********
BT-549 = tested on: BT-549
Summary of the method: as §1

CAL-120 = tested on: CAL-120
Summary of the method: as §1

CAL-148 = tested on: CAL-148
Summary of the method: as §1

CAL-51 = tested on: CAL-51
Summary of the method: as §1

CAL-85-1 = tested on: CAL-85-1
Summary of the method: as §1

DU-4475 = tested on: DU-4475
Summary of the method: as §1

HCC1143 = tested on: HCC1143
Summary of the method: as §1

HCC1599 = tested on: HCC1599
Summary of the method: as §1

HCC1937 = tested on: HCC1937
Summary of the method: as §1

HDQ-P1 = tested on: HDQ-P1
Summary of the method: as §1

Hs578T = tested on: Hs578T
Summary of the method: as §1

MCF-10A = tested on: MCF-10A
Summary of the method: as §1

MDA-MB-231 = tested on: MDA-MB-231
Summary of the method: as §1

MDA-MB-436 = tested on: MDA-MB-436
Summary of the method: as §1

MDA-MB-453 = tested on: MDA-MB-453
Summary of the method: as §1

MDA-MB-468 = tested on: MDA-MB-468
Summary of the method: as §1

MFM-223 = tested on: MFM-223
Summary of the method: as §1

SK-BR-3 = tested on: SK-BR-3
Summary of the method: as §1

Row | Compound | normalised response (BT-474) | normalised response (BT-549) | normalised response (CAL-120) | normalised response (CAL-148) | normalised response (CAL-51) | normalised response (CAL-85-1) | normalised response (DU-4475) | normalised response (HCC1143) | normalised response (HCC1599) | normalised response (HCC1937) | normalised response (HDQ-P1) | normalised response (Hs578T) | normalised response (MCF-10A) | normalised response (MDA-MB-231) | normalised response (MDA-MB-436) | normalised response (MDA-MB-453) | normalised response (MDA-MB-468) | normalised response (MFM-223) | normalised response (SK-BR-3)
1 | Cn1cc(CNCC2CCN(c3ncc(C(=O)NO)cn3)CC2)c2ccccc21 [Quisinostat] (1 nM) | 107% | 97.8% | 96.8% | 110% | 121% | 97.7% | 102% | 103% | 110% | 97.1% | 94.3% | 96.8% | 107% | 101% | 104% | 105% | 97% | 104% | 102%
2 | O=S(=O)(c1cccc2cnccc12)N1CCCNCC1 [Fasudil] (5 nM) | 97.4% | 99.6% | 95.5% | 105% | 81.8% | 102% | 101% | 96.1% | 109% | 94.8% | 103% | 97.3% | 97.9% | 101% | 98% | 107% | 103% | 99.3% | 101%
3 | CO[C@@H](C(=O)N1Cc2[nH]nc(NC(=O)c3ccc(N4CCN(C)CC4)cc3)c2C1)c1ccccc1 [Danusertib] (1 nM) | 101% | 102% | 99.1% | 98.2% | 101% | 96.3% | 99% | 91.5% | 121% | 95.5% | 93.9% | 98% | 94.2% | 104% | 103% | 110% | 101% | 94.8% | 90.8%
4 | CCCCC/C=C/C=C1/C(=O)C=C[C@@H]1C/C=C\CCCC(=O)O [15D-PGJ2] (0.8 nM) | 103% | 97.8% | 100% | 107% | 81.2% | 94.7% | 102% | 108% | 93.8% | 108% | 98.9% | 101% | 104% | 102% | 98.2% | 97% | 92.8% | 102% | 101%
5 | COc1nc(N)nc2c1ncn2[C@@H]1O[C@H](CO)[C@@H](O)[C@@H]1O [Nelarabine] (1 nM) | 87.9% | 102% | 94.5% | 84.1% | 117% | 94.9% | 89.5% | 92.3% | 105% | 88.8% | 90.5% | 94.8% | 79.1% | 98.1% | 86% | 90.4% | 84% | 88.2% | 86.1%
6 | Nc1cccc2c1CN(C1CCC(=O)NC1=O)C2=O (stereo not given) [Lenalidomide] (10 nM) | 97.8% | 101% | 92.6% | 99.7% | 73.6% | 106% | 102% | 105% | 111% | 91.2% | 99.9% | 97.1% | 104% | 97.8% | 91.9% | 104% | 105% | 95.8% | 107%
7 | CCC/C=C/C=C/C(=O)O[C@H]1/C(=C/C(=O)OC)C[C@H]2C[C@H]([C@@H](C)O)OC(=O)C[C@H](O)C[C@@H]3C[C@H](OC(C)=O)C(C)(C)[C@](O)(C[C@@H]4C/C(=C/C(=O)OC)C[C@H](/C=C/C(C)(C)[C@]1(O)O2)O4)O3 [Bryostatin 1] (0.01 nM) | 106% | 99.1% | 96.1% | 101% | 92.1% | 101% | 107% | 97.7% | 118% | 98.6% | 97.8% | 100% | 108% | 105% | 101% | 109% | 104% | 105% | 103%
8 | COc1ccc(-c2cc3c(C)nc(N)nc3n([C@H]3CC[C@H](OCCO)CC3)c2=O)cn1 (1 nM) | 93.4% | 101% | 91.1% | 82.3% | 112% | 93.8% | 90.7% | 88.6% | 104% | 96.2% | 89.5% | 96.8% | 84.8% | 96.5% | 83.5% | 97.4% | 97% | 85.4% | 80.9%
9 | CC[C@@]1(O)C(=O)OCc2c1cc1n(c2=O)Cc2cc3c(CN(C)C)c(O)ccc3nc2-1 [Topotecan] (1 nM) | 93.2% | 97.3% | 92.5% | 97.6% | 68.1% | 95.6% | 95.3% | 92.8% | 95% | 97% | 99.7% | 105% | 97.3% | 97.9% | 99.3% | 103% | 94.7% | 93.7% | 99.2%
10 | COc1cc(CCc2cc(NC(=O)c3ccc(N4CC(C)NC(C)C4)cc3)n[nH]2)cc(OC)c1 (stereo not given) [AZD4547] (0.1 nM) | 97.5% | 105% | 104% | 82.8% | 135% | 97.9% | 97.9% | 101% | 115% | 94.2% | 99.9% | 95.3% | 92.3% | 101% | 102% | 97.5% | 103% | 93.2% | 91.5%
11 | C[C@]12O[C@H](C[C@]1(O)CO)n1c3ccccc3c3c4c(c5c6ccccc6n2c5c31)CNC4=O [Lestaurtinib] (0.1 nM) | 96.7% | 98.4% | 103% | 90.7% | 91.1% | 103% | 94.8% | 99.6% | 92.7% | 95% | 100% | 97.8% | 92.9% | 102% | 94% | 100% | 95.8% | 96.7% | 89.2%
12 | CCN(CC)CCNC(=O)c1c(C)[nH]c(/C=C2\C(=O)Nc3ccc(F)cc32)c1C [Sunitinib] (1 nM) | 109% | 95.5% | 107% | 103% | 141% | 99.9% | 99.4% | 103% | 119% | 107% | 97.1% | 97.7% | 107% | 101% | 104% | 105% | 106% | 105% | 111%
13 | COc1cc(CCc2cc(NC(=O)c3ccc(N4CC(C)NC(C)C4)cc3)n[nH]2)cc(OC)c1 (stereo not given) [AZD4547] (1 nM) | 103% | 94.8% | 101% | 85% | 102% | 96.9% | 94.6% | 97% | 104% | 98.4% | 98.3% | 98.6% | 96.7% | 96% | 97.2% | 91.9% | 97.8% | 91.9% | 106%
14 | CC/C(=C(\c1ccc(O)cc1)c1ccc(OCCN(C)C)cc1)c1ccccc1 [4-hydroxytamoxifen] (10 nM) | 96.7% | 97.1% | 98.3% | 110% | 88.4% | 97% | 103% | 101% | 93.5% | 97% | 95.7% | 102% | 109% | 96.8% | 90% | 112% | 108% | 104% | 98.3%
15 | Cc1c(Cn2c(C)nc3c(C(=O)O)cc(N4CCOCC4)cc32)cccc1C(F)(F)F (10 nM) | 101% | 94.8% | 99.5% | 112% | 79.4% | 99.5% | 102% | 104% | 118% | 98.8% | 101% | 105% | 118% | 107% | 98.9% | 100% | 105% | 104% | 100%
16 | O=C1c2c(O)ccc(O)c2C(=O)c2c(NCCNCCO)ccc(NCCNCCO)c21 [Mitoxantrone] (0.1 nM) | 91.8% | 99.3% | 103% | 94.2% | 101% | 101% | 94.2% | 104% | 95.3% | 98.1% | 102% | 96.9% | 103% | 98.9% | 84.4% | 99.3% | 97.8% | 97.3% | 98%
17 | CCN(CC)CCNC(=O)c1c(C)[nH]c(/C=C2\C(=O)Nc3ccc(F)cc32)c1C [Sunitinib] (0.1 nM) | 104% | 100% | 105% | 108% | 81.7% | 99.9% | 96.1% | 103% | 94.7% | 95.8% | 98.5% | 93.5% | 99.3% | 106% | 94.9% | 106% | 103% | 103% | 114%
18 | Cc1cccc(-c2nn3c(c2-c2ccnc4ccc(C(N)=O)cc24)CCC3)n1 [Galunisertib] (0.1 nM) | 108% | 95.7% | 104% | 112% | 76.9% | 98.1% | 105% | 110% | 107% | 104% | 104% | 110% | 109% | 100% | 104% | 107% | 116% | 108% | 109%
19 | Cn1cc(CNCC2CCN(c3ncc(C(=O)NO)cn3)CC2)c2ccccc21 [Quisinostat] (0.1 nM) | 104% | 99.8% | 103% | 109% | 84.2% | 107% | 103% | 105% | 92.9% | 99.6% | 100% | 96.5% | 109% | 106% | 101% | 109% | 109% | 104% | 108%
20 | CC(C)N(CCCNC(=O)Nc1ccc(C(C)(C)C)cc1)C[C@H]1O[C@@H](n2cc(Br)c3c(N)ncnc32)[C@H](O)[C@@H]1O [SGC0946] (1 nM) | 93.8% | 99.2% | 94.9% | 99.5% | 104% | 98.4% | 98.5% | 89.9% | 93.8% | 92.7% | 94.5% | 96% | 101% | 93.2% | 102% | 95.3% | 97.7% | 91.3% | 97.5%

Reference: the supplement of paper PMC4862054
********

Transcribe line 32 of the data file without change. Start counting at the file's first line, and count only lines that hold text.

Summary of the method: as §1